An orgy of incoherence, a sensory assault that suffocates the viewer in a cavalcade of special effects incontinence.
One movie in, The Dark Universe is already a black hole of creativity and intelligence.
This is a bad film - at times it’s nigh unwatchable - but that doesn’t matter in the grand scheme of things.
The narrative is choppy, the tension is less pervasive than it should be, and there’s no ending.
Unable to generate an honest emotional response, the filmmakers resort to cheap trickery and heart-string rending music.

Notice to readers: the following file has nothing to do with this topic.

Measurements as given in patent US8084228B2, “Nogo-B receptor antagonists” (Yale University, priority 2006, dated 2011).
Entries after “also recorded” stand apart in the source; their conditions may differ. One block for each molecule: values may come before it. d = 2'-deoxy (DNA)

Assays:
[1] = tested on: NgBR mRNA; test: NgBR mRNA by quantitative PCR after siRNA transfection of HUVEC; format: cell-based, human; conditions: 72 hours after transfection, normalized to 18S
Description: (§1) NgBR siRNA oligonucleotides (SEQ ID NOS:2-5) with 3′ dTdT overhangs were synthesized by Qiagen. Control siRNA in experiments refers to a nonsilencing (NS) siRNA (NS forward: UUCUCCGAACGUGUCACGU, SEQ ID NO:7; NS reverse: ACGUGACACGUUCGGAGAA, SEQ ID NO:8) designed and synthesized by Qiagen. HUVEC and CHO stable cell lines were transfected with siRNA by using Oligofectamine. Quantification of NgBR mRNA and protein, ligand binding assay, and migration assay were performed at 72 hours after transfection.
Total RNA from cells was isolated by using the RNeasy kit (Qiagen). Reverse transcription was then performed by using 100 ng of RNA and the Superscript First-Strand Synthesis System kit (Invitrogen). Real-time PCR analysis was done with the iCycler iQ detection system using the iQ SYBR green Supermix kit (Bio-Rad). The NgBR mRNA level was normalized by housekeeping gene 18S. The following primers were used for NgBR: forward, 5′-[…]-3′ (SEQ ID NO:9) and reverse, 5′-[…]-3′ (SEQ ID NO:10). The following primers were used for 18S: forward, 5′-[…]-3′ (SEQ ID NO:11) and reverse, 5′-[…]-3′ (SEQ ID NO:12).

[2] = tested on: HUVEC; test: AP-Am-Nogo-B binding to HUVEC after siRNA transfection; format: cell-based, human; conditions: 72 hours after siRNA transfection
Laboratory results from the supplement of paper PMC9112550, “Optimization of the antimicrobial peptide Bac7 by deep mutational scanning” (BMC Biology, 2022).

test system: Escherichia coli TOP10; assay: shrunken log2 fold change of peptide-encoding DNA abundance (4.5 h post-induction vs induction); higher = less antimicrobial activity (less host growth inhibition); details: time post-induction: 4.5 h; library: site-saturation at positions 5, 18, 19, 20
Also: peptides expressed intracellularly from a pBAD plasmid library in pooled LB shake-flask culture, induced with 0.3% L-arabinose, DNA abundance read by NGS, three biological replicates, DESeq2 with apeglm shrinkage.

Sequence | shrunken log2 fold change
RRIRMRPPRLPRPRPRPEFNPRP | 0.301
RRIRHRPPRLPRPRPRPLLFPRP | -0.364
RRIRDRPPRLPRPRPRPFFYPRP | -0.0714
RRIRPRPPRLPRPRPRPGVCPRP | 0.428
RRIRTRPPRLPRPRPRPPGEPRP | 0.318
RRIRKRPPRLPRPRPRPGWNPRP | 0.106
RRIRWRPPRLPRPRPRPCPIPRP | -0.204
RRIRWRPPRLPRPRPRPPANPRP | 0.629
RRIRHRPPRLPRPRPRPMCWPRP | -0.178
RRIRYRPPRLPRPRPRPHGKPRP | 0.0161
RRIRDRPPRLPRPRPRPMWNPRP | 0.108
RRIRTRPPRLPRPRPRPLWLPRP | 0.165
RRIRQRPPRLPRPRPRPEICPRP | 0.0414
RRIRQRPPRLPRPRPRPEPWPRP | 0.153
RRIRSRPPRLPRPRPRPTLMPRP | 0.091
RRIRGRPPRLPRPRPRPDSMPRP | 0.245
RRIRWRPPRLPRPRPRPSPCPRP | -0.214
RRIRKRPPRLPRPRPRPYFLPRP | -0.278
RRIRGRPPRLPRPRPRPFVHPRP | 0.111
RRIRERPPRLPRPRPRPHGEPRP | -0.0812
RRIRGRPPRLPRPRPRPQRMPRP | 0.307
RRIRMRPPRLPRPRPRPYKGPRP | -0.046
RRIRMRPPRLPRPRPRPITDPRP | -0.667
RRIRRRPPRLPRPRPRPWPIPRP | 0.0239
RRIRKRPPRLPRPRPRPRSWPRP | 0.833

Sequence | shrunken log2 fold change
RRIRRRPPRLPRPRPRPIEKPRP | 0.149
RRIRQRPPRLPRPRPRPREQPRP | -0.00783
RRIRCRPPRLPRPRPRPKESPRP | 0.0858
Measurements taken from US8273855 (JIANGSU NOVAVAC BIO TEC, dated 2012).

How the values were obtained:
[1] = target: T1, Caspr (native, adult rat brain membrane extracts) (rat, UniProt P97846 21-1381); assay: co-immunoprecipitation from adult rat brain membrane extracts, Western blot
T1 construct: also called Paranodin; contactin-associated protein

A jumble of overhyped action scenes, trite dialogue, painfully bad “character development”, and awful writing.
The movie is frequently incomprehensible and, on those occasions when it makes sense, the viewer may wish it didn’t.
This isn’t about providing quality entertainment; it’s about fooling audiences into spending money by offering a familiar title with recognizable actors.
The production is uncomfortable and artificial, lacking internal logic and tonal consistency.
What we’re left with is a misbegotten notion that bringing back characters long past their sell-by date is a good idea.